Friday Frontline: Cancer Updates, Research and Education on February 28, 2020

February 28, 2020

From New Jersey Governor Phil Murphy announcing he will undergo surgery to remove a potentially cancerous tumor on his kidney to an NHL team granting a 15-year-old fan with cancer the ultimate wish, here’s what is making headlines in the cancer space this week.

New Jersey Governor Phil Murphy announced he has a, likely, cancerous tumor on his left kidney that is set to be surgically removed next month.

Murphy, 62, learned of the three-centimeter tumor during a checkup. Murphy is scheduled to undergo a partial nephrectomy at a hospital in New York City in March, where he will remain for a week.

The Governor will then rest and gradually return to work full time, according to a spokesperson. Lieutenant Governor Sheila Oliver will serve as acting governor while Murphy is in the hospital.

Governor Murphy took to Twitter to describe his prognosis as “very good” and stated he is “profoundly grateful to my doctors for detecting the tumor early.” Governor Murphy’s doctor believes the tumor is fully treatable due to it being discovered early, and he will most likely not have to undergo any radiation or chemotherapy.

A college student had learned she was positive for the BRCA2 gene and underwent a double mastectomy, and is now a lead researcher on a breast cancer risk study.

Caroline Breit, a third-year medical student at Kansas University School of Medicine-Wichita, decided to undergo genetic testing at the age of 22 to determine whether she carried the BRCA gene after her sister tested positive for it, and then finding out her father also carried the gene. The family did not have a previous history of breast cancer.

“I didn’t fully register the impact of having surgery,” explained Breit. “It’s hard when you’re a young woman to think about changing your body forever. It was hard for me because sometimes we can be self-conscious about our bodies.”

Breit has one year of medical school left and is hoping to work in breast cancer research as well as perform breast surgery, helping other young women in need. She also recently completed research that aimed to calculate the breast cancer risk in women who don’t have a genetic mutation but had a family history of breast cancer. Breit’s research found that 51% of the women studied were still considered high risk and it would be beneficial to have regular screenings and checkups even if they tested negative for the BRCA gene.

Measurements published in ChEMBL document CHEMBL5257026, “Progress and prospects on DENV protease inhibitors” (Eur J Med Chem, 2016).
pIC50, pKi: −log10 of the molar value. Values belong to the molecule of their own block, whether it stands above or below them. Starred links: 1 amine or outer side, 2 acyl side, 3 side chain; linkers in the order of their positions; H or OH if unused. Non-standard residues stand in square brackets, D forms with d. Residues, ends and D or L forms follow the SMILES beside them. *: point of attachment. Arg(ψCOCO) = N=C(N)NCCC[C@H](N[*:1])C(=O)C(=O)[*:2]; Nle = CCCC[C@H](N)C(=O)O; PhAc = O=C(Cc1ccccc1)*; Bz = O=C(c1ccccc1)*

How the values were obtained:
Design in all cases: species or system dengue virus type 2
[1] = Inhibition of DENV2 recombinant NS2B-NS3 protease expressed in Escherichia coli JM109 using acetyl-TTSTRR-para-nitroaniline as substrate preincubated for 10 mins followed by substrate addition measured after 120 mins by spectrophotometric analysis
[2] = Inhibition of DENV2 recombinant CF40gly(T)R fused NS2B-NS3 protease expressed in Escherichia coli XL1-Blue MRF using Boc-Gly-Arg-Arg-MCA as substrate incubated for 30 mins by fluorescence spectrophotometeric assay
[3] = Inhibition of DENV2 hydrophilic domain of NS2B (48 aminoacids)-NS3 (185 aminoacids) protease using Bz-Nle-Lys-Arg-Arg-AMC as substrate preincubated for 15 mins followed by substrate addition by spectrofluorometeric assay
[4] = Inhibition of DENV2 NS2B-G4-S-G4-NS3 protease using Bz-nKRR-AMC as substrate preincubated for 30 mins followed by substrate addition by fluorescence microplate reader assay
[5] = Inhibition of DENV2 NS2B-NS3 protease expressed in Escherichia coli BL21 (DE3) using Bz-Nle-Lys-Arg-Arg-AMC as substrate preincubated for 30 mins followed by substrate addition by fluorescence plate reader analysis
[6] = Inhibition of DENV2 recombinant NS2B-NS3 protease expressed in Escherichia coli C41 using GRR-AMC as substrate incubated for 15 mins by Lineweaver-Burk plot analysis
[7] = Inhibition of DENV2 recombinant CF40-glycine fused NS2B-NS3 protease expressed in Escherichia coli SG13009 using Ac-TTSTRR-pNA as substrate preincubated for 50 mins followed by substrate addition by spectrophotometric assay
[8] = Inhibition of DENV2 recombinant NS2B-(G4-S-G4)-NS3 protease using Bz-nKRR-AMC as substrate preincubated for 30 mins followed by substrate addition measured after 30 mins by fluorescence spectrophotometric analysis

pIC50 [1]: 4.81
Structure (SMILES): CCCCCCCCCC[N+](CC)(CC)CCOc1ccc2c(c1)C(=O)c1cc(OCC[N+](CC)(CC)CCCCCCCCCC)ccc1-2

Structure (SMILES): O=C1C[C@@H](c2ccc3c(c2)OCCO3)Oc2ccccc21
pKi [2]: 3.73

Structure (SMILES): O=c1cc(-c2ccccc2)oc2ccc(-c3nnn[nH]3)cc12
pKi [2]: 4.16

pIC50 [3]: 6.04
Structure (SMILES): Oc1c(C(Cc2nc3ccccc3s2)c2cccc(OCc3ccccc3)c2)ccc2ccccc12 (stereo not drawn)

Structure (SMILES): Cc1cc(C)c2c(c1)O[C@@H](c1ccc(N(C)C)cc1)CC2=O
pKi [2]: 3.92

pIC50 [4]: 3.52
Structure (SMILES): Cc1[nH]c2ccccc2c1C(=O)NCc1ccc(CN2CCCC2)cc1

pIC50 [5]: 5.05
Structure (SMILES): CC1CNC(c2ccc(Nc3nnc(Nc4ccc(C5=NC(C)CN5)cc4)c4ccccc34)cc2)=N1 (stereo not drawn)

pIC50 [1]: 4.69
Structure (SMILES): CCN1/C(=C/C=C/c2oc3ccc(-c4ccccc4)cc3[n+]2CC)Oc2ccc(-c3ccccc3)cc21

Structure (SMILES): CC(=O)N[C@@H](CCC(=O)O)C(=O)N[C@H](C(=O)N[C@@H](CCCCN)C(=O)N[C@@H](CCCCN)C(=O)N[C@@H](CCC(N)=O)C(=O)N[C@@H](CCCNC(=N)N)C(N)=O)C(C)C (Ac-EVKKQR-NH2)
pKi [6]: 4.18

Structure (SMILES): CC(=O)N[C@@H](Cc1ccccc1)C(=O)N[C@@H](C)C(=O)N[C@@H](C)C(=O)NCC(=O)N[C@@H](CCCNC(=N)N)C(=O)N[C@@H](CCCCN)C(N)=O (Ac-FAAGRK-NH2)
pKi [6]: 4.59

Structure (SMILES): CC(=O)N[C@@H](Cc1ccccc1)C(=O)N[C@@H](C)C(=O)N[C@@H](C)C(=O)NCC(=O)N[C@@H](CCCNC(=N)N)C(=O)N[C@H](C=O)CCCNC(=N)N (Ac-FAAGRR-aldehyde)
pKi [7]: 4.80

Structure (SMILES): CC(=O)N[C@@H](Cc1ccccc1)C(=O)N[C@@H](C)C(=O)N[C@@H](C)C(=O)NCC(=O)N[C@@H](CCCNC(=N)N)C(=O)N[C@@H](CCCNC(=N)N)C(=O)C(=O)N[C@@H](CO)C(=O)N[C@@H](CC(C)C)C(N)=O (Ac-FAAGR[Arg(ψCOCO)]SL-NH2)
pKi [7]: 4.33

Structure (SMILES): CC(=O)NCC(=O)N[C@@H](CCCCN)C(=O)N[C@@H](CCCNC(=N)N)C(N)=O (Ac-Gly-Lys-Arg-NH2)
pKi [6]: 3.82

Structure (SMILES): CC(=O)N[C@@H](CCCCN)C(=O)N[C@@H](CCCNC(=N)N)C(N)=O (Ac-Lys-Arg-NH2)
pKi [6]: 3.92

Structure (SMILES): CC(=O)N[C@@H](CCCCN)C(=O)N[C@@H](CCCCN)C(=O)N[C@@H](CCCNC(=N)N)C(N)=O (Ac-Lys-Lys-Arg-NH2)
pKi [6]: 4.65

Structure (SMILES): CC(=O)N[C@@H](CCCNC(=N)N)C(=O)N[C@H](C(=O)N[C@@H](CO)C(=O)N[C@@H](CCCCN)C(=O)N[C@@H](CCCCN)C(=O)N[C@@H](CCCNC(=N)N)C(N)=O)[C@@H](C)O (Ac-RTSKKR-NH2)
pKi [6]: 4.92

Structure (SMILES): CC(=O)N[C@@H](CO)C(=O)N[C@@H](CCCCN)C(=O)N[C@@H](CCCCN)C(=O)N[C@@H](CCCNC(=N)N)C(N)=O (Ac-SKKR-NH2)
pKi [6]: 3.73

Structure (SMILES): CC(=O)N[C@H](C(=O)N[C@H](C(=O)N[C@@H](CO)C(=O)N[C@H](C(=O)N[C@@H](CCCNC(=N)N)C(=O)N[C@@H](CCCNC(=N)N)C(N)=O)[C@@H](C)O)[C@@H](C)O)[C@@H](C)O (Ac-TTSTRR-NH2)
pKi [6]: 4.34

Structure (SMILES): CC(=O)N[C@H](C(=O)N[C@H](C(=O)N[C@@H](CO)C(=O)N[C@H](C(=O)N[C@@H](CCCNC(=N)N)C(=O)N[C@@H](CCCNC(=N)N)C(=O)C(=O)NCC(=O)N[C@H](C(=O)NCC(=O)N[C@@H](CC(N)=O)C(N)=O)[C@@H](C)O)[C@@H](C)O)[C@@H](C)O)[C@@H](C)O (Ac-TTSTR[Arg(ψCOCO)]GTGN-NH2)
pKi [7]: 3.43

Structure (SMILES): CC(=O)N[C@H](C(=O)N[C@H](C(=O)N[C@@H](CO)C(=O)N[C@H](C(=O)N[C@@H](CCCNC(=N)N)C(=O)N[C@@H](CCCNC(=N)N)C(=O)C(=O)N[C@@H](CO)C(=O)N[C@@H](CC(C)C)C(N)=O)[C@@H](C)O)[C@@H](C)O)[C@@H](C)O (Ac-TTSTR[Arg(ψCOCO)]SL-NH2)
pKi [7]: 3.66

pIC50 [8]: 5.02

Beth Heide, an educator in Kansas City and face of a national cancer campaign, has died following a battle with colon cancer.

Heide was selected as an ambassador to the Fight Colorectal Cancer advocacy group in March 2019, after her story made it to the national spotlight for continuing her education work and advocating for people to get a colonoscopy.

Heide, who was diagnosed with stage 4 colon cancer in 2017, began her career in the Center School District in 1996 as a social studies teacher and volleyball coach. She rose to the role of principal of Center High School in 2010 and had most recently served as the Assistant Superintendent of Academic Services in the Liberty School District.

"We can't express the inspiration [Heide] provided all of us over the course of the past two years as she battled her illness,” Liberty Public Schools Superintendent Jeremy Tucker said in a statement to Facebook. “She refused to be deterred and continued to serve in her role to make a positive impact on our district."

After being displaced by Hurricane Harvey in 2017 nine-year-old Keyonte and his family were already facing an uphill financial battle, then Keyonte was diagnosed with kidney cancer.

Keyonte’s mother, Reyna Harris, described her son as outgoing prior to being displaced by mold damage from the storm in 2017, but then he began to shut down and eventually complained about pains in his stomach.

An emergency room trip resulted in Keyonte’s diagnosis, and he had to undergo chemotherapy and surgery, then the cancer returned to his lungs.

The resulting diagnosis and treatment were financially devastating for the family after being displaced by the storm. Keyonte’s father had to quit his job in order to get his son to his appointments, and their Medicaid insurance did not cover all of his prescriptions.

The family is one of many now working with Family Reach, an organization that provides patients with cancer and their families with financial assistance and planning, through direct funding from Direct Relief who have begun to work with patients with cancer affected by Hurricane Harvey.

Keyonte is scheduled for a full body scan later this month to determine if the cancer has spread anywhere else.

The Philadelphia Flyers announced plans to grant 15-year old Blake Steigauf his ultimate wish, by signing him to a one-day contract with the team and letting him suit up for game night.

Steigauf was diagnosed with cancer on April 24th, 2019, and currently plays for his high school hockey team. As a longtime Flyers fan, his wish was to get the full experience of being on a professional team and to meet the team’s mascot Gritty, his favorite player Claude Giroux, and get some time on the ice with the rest of the team.

Working with Make-A-Wish® Philadelphia, Delaware & Susquehanna Valley, the Flyers also surprised Steigauf with two days of professional player-level treatment at a practice and tickets to a home game.

On game day, Steigauf will enter the arena through the team entrance and line up with them in the tunnel, getting the chance to take a solo skate around the ice before watching warmups from the bench. The team’s head coach, Alain Vigneault, also has requested for Steigauf to present the night’s starting lineup and stand side by side with the starters during the national anthem.


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